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Definition: quantum computing

A computer architecture based on quantum mechanics, the science of atomic structure and function. Quantum computing is radically different from ordinary computers ("classical computing"). It can only solve certain problems, all of which are mathematically based and represented as equations. Quantum computer processing emulates nature at the atomic level and one of its more auspicious uses is the analysis of molecular interactions to uncover nature's mysteries. See quantum mechanics and classical vs. quantum computing.

In 1998, the first quantum computers were demonstrated at Oxford University and IBM's Almaden Research Center. By 2020, there were approximately a hundred working quantum computers worldwide. Because of the high cost of purchasing and maintaining quantum computers, cloud-based quantum computing, which is available today, is likely to be the most popular approach. See quantum coprocessor and quantum cloud.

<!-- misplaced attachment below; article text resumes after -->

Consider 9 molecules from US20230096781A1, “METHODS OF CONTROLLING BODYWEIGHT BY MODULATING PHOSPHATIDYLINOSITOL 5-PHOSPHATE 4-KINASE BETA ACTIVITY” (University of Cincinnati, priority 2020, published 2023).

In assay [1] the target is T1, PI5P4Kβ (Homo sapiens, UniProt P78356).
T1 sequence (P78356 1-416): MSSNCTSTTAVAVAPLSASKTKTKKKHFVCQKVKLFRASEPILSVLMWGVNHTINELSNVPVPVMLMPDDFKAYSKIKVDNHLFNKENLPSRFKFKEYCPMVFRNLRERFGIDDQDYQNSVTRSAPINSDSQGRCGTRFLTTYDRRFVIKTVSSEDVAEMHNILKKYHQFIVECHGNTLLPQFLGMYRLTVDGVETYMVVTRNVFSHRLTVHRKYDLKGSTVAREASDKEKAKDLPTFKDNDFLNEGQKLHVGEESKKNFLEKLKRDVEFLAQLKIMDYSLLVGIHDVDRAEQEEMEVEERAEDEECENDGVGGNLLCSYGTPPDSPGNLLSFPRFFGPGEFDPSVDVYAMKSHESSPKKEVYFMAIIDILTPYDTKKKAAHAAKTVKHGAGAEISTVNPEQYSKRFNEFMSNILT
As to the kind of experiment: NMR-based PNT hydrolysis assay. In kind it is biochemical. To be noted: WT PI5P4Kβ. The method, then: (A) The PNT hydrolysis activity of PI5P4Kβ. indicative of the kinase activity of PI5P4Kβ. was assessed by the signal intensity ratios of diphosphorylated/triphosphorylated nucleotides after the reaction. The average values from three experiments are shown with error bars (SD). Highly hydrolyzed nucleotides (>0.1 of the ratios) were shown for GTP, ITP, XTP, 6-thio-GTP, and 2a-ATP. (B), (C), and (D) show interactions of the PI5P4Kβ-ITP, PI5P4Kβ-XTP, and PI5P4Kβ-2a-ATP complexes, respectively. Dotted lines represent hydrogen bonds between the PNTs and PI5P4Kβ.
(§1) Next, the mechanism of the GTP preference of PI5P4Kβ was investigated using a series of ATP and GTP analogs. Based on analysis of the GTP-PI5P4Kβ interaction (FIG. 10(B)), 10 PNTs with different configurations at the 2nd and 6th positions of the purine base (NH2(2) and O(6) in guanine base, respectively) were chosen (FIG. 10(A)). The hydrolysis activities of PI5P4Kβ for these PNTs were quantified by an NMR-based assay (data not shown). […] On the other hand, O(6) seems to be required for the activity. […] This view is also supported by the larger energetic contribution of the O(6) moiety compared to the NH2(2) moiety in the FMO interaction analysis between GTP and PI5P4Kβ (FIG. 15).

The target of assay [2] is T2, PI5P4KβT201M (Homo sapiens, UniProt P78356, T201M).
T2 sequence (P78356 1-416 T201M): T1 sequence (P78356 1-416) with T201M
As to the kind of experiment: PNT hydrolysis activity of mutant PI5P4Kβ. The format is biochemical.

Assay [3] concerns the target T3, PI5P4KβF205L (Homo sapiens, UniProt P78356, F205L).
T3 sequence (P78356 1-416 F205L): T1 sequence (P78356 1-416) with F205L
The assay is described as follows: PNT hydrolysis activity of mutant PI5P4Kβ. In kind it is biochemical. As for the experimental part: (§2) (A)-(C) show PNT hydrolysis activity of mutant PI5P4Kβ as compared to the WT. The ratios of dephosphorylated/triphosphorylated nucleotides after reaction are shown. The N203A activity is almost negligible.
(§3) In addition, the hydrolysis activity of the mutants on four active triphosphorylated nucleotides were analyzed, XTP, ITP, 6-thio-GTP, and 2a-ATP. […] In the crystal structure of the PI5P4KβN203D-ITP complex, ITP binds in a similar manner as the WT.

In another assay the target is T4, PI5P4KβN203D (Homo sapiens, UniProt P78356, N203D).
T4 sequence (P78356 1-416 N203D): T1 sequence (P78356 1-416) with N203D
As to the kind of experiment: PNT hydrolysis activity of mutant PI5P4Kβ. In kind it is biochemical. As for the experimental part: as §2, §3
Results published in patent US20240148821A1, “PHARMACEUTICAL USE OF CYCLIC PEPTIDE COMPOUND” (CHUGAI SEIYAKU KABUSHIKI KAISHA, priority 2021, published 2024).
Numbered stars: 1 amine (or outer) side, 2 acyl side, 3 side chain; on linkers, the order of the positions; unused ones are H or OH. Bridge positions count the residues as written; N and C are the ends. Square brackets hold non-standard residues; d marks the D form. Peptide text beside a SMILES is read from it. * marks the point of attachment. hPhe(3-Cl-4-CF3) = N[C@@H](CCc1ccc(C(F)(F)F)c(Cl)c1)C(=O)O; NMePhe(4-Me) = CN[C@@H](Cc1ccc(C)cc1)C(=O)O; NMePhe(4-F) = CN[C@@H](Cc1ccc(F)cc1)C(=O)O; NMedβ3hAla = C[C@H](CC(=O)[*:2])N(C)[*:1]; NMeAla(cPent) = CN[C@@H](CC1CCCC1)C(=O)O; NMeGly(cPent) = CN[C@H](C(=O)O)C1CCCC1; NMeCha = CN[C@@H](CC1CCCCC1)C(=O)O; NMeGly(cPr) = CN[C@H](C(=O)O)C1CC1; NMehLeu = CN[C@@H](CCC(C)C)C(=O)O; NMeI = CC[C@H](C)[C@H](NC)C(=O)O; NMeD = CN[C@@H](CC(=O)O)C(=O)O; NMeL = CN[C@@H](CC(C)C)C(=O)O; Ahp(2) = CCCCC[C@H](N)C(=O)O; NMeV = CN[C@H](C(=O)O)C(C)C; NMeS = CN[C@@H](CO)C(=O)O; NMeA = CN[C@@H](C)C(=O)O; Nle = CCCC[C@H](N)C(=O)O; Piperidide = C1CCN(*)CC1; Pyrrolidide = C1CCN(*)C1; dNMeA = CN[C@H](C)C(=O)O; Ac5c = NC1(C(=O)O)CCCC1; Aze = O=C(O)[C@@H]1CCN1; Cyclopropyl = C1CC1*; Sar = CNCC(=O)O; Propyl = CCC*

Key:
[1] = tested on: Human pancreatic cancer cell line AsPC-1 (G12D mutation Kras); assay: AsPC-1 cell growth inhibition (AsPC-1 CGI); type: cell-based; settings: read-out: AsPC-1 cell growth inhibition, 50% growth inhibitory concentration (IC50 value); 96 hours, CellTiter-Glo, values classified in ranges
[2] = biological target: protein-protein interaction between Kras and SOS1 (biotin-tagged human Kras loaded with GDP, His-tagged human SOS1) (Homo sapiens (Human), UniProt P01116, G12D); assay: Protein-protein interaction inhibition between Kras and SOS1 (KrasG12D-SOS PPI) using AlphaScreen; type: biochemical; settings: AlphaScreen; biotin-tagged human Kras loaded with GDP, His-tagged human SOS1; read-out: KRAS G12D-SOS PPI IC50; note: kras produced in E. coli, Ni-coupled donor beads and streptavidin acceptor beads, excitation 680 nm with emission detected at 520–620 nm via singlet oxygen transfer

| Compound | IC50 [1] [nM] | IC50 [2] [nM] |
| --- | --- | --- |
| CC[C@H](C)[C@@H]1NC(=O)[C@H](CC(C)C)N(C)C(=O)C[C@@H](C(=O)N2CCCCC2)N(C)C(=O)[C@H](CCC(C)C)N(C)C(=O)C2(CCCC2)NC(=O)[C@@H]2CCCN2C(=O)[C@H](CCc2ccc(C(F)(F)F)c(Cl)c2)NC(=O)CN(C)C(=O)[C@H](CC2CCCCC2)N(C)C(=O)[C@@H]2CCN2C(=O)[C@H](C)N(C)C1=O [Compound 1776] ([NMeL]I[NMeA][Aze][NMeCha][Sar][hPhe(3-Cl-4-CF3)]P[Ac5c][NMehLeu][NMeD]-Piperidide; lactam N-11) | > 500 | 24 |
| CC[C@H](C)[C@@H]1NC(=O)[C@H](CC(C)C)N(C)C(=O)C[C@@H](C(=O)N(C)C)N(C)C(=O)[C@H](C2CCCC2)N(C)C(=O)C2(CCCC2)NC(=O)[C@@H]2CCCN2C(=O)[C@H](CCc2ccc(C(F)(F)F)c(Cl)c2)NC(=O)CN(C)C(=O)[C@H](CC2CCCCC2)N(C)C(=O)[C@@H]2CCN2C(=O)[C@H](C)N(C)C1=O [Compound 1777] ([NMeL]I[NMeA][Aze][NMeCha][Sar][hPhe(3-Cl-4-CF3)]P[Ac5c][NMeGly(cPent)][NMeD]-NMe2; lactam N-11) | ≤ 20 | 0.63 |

Computations Can Be Staggering
There are many problems that bog down even the fastest supercomputers because numbers tend to grow very fast. Take for example the classic traveling salesman problem, which attempts to find the most efficient round trip between cities. The first step is to compute all possible routes from one city to another, and if the trip involved 50 cities, the result is a number 63 digits long. Whereas classical computers may take days or even months to solve such problems, quantum computers have come up with answers in mere minutes or seconds. See quantum supremacy, quantum teleportation, binary values and rice and chessboard legend.

Qubit Superposition and Entanglement
Quantum computing uses the "qubit," or quantum bit, comprising one or more electrons, and there are various approaches to their design. Quantum superposition is the condition that allows a qubit to be in multiple states at the same time (see qubit). Entanglement is the property that allows one particle to relate to another over distance. See quantum entanglement and quantum coherence.

Gate Model and Quantum Annealing